|Title of book:||Brunello di Montalcino – understanding and appreciating one of Italy’s greatest wines|
|Publisher:||University of California Press|
|ISBN||978 0 520 26564-6|
It’s not too often a single (small) appellation merits an entire book all to itself. After the Brunello-gate scandal of 2008, where earlier vintages were found to be illegally blended with grape varieties other than the sangiovese from which this wine must be 100% made, Brunello di Montalcino probably needs a book all to itself to help restore its reputation. As a long-standing italo-phile and Italy resident, but not a native Italian, O’Keefe’s commentary has an attractive independence of voice.
Brunello di Montalcino, along with its baby brother Rosso di Montalcino, is the only appellation to insist on 100% sangiovese. Straying from this rule tarnished the reputation of this most individual and hitherto revered appellation.
A central chapter on sangiovese sets part of the scene. Unmoderated by other grape varieties, sangiovese needs well-suited conditions for it to perform its excellent best. And whilst mining into the diversity of style, geography and tradition in a region of about 100 square miles, O’Keefe says “although sangiovese excels in select parts of Montalcino, it does not perform as well throughout the whole denomination thanks to the dramatic differences within the large growing area.”
O’Keefe hones in on the scientific controversy around sangiovese that means even sophisticated DNA profiling has not managed to conclusively identify the variety’s parentage.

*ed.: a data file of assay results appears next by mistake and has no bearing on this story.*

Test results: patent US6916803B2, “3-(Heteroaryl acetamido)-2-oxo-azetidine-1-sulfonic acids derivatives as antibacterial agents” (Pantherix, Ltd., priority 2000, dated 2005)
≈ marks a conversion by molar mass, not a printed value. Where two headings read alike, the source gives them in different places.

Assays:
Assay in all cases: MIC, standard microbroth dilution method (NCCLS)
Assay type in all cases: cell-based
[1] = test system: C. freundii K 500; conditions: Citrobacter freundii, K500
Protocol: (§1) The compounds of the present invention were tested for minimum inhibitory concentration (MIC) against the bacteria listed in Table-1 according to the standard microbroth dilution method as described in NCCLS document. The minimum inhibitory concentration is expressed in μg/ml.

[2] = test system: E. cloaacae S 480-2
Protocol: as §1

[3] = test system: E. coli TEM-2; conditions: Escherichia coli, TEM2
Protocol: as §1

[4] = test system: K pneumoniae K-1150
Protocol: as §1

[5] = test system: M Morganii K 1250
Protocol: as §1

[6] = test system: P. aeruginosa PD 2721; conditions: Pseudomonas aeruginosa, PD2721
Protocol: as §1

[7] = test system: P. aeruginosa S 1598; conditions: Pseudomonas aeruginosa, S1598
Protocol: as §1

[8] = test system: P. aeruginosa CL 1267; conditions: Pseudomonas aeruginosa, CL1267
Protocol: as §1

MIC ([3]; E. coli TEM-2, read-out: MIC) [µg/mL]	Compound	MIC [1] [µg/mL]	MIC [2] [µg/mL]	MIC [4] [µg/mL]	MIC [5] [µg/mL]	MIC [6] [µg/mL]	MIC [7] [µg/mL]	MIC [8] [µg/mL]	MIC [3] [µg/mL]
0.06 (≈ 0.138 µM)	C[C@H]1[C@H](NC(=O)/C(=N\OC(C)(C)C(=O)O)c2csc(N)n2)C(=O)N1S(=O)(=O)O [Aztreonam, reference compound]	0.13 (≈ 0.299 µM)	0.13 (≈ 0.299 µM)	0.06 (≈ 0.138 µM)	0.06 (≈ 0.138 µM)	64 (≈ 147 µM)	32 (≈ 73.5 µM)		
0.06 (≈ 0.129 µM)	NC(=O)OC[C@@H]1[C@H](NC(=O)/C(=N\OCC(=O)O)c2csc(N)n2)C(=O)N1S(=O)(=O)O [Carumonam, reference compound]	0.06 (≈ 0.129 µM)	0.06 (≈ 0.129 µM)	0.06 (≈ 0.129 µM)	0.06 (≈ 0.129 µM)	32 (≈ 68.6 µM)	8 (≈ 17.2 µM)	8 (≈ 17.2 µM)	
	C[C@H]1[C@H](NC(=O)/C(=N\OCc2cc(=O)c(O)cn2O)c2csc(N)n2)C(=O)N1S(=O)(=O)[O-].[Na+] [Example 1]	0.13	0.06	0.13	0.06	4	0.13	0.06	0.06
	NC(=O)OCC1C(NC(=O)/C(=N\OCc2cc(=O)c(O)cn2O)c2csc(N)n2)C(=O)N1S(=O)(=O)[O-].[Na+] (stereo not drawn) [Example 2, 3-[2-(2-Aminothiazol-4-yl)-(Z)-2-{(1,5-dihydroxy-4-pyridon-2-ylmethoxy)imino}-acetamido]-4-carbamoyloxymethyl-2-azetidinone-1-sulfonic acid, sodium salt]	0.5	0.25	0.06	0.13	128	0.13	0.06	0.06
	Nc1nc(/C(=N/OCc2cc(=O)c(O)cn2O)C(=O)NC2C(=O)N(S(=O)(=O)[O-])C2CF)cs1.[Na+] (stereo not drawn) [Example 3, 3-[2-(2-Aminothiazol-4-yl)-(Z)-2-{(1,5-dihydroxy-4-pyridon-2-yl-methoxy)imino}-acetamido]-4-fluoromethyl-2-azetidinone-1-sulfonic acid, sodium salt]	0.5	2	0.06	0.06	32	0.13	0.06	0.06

Then taking the natural, pale ruby-red to garnet trademark colour of anthocyanin-limited sangiovese as her cue – “Brunello’s natural colour is like that of a precious gemstone, with a dazzling, light-reflecting brilliance, while many of those purple, stagnant and imprenetrable wines instead look like tawdry costume jewellery when compared to the vivid ruby-garnet beauty of sangiovese” – O’Keefe launches into the Brunello scandal.
The gradual darkening of colour in vintages from the late 1990s led to the predictably-monikered, by the international press, scandal of Brunellogate, which O’Keefe addresses with candour. Blending sangiovese with adjacent vines of cabernet sauvignon, merlot, syrah (which belong to a different appellation) was long suspected, she says, before the whole thing blew up in 2008. The known details of the saga are related with as much information as possible, given Italy’s privacy laws. The chapter is a good read, consolidating interviews O’Keefe undertook in 2008 with various producers, as the story unfolded and blew up, especially in the USA. The case, she says, is “considered closed as of October 2010.”
After detailing all the political shenanigans, and bringing the reader up to date with the post-Brunellogate era, O’Keefe introduces the need for sub-zones in the Brunello appellation, before detailing producer profiles in the remainder of the book.
Confusingly the maps for north and south Montalcino are printed where the other should be, but this aside, the profiles provide the facts of each listed property and give a feel for the people, their philosophy and their place in shaping Brunello di Montalcino.
O’Keefe goes on to warn readers away from recently planted zones within the appellation that don’t have the heritage of the long-favoured growing zones, and warns against ‘immediate’ new world styles that, she says, don’t have the ageing capacity of the heartland production area and methods.
She has an easy, absorbing writing style that’s packed with information without being dry and witless. This is a very good read for the enthusiast and a useful one for the wine student.
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